For the last review of 2012, we will present the economic growth forecasts for 2013 by leading institutions.
Generally, the latest forecasts present a gloomier picture of global economy than ones from prior months do.
Worldwide economic situation does not seem to get any better as, per IMF, “prospects have deteriorated further and risks increased”.
The International Monetary Fund global growth forecast for 2013 was revised downwards to 3.6%.
IMF’s Chief Economist, Olivier Blanchard, said in the annual IMF World Bank meeting in Tokyo:
“Low growth and uncertainty in advanced economies are affecting emerging market and developing economies through both trade and financial channels, adding to homegrown weaknesses”.
Note that the IMF emphasized that its forecast was dependent on two crucial policy assumptions, that European leaders will get the Eurozone crisis under control and finding a solution for the fiscal cliff by the end of the year.
A failure in achieving one of the above would lead the actual growth to be much lower.
The Organisation for Economic Co-operation and Development cut its growth forecast for 2013 (for the 34 member countries’ economies) from the 2.2% forecast in May to 1.4%.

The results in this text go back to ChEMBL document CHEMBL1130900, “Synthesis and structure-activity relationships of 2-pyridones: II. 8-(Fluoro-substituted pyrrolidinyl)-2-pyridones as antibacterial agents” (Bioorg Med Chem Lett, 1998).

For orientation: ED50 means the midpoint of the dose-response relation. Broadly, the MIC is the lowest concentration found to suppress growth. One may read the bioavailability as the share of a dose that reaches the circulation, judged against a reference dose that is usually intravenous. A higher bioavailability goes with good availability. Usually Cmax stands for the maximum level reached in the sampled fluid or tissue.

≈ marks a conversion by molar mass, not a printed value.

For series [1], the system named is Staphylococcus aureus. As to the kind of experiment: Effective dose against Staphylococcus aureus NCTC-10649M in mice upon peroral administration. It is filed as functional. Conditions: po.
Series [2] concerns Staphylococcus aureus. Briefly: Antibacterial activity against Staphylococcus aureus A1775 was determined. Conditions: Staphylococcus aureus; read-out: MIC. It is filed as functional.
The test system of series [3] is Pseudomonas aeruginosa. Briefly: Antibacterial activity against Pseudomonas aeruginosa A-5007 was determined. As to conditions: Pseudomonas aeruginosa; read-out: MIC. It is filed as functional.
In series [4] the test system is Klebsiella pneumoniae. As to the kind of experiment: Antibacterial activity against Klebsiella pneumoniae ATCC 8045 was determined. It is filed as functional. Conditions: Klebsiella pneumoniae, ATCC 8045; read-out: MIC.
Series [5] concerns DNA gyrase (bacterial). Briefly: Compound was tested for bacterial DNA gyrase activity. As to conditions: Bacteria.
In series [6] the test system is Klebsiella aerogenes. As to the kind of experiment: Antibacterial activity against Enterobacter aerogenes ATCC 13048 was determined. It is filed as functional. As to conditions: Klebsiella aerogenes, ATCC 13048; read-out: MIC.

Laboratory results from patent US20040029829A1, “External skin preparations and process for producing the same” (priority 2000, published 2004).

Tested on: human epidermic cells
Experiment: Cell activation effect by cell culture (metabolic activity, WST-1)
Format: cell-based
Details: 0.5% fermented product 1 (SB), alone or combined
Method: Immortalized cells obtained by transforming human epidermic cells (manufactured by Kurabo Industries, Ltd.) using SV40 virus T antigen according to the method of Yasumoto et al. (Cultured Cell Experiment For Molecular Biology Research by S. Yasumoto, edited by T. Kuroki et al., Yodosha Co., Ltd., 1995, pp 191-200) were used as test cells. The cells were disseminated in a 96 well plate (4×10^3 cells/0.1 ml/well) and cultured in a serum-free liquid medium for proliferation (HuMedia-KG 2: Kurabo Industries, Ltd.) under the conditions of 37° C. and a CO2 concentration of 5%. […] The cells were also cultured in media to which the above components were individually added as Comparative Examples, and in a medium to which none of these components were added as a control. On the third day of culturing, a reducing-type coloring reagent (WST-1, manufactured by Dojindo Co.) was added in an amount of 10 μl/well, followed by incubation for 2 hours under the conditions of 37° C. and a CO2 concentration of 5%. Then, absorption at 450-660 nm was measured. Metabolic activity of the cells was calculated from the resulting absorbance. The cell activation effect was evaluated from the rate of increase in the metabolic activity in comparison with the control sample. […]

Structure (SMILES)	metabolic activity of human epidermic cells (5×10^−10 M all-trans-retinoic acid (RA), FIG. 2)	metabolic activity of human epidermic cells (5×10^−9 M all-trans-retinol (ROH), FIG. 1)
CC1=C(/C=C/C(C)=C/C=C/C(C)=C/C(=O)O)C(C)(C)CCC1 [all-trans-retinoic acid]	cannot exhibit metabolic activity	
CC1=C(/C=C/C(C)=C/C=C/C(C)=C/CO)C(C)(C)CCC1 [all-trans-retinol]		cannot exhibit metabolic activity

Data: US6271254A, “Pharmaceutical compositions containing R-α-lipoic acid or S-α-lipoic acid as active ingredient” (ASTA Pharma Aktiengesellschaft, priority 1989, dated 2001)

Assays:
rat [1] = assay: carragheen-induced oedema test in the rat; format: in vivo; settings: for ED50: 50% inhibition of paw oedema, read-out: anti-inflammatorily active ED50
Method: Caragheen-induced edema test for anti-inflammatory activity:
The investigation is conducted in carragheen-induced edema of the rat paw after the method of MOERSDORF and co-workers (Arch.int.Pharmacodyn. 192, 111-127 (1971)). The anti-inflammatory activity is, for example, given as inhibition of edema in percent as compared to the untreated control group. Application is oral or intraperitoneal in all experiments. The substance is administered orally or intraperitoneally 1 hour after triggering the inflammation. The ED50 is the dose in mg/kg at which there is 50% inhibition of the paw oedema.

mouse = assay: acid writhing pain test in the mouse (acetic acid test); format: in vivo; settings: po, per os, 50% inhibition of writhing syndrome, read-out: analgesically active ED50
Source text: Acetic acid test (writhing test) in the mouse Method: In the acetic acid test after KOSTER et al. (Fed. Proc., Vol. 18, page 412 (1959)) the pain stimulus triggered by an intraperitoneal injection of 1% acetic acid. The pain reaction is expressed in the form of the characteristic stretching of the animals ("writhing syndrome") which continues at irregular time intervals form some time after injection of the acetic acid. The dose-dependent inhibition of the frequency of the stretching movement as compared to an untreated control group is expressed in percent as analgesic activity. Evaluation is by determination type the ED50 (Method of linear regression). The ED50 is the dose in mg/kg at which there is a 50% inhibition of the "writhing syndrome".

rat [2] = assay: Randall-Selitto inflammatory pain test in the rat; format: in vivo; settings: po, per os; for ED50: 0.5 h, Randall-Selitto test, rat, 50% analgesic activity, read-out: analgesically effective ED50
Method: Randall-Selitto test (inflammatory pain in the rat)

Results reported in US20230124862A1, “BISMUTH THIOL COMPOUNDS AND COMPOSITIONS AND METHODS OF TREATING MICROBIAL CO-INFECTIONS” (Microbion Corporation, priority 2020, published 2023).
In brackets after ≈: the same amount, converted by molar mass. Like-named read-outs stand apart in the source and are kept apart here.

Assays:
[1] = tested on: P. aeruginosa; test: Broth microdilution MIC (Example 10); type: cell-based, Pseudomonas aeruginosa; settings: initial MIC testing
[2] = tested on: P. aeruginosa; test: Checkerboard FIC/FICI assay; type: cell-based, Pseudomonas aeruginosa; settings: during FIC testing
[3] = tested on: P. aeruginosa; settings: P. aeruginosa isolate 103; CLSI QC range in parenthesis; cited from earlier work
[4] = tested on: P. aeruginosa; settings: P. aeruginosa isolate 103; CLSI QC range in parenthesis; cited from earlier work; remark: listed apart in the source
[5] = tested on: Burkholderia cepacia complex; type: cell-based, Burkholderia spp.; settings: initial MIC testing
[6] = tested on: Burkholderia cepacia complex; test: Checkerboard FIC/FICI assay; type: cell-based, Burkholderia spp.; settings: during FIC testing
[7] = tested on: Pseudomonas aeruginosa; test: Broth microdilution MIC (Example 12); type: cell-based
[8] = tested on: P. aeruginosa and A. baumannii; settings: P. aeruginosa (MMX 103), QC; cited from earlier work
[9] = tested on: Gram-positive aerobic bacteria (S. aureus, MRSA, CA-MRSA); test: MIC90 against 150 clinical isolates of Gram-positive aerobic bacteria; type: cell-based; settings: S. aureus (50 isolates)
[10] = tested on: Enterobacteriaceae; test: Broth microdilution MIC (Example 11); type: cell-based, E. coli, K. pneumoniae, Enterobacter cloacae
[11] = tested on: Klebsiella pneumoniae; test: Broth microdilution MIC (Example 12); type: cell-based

Pier Carlo Padoan, OECD chief economist, warned that the risk of a serious global recession cannot be ruled out:
“Over the recent past, signs of emergence from the crisis have more than once given way to a renewed slowdown or even a double-dip recession in some countries”.
The European central bank cut its growth forecast for 2013 to -0.3%, (compared to the September +0.5% forecast), following a growth forecast of -0.5% in 2012.
The ECB president, Mario Draghi, said that weak Eurozone activity is expected to continue into next year, as leading economic indicators reflect the weakness of European economy.
At the same breath, Draghi provided a more optimistic outlook, saying that a gradual recovery should start later in 2013, due to the expected increase in global demand and the positive effects of low interest rates in European economy.